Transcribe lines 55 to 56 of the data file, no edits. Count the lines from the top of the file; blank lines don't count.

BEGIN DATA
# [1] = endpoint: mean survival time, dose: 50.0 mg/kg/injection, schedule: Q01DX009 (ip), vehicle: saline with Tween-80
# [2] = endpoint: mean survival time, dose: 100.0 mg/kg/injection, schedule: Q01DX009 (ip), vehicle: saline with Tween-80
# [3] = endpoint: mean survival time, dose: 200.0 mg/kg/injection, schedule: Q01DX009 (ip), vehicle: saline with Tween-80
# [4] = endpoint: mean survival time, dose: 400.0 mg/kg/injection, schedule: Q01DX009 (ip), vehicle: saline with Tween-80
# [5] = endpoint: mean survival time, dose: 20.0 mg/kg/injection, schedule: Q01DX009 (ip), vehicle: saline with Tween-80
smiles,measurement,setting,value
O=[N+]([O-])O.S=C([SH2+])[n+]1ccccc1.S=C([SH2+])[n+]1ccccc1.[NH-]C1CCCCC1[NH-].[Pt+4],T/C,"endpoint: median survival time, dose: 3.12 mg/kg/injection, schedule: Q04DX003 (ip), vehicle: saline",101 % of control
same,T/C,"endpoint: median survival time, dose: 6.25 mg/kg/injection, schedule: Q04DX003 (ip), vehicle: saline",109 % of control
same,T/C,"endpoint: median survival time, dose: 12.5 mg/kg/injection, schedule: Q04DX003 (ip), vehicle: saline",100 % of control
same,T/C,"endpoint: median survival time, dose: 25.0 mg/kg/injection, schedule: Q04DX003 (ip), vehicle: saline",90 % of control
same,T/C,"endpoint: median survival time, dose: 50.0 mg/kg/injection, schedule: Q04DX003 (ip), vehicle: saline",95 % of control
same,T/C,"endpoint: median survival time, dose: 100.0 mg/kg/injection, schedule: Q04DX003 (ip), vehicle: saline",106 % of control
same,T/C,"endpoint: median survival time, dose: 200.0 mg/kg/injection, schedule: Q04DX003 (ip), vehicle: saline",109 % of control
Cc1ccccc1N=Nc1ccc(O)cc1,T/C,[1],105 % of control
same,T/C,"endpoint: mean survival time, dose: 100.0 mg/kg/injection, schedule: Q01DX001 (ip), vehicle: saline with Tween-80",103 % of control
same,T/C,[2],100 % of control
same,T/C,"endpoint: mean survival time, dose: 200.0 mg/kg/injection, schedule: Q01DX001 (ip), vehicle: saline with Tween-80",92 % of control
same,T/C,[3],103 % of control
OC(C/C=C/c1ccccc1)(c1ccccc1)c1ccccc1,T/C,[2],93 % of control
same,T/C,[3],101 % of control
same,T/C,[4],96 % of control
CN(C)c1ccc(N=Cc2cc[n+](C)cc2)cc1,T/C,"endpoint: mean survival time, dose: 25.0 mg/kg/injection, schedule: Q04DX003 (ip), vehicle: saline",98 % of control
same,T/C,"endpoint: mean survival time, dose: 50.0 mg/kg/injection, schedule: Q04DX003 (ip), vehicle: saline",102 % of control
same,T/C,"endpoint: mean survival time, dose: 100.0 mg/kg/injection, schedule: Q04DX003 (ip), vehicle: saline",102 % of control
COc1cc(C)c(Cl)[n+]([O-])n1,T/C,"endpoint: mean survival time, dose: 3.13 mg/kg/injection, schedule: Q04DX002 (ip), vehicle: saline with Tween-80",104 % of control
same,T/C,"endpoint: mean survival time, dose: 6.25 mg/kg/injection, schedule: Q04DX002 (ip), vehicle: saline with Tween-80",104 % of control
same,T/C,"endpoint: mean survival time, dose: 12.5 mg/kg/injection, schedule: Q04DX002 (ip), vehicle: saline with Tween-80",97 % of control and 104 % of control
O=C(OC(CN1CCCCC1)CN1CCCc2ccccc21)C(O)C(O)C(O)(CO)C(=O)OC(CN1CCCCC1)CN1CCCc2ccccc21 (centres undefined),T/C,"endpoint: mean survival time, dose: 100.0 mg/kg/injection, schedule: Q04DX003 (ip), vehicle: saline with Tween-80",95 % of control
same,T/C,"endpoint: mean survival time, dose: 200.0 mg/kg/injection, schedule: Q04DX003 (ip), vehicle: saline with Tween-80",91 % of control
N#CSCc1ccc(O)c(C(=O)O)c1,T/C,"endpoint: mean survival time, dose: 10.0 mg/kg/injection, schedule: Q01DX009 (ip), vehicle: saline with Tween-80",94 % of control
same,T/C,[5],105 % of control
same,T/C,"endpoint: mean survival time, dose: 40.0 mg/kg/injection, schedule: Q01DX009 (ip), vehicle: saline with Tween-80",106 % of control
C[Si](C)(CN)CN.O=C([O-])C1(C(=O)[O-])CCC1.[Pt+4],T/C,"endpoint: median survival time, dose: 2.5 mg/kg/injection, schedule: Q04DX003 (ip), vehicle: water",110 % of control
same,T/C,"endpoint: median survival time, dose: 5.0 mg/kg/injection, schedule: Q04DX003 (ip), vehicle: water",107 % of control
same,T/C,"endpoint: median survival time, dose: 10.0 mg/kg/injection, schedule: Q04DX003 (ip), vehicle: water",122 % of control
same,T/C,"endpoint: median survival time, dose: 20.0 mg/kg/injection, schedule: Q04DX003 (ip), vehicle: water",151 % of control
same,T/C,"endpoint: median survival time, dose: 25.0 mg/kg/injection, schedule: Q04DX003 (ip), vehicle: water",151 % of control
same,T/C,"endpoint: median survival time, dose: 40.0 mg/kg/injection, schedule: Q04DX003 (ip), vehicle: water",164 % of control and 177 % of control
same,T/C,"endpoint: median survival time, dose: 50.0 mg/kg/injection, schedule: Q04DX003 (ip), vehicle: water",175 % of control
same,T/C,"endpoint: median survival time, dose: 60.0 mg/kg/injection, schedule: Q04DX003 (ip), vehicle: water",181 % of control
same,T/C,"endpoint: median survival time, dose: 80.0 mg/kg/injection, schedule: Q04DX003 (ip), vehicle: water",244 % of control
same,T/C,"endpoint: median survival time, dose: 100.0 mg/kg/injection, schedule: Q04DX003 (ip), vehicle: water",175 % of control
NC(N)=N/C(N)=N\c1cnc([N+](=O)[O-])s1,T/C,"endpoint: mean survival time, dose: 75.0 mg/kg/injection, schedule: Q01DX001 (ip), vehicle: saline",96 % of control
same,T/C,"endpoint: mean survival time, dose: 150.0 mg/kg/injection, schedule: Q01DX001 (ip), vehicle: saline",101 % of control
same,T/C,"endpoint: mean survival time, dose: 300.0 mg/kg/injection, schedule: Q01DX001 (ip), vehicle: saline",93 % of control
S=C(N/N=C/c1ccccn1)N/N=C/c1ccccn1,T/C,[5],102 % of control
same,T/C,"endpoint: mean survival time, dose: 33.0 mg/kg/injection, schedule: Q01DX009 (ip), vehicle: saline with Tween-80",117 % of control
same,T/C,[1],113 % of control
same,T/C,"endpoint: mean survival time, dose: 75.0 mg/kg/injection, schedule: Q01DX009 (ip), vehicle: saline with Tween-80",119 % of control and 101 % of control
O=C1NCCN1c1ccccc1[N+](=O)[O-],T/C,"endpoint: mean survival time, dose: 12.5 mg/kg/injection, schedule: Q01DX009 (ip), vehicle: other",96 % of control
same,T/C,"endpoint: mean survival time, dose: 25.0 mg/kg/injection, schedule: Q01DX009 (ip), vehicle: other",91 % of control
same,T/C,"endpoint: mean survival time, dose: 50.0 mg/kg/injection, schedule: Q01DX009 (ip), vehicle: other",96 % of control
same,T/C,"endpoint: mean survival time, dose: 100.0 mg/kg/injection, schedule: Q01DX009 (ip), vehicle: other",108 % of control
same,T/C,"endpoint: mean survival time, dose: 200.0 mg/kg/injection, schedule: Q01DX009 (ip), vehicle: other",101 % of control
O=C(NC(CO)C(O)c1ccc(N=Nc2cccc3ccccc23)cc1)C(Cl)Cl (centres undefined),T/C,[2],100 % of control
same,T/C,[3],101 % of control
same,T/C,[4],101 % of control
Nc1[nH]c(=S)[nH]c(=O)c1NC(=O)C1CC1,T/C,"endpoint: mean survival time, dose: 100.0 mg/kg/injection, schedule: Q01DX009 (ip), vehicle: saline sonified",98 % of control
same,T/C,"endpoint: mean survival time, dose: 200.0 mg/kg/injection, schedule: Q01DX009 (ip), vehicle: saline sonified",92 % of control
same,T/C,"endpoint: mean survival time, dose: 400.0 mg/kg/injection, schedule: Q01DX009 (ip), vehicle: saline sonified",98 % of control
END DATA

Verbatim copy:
O=C(NC(CO)C(O)c1ccc(N=Nc2cccc3ccccc23)cc1)C(Cl)Cl (centres undefined),T/C,[2],100 % of control
same,T/C,[3],101 % of control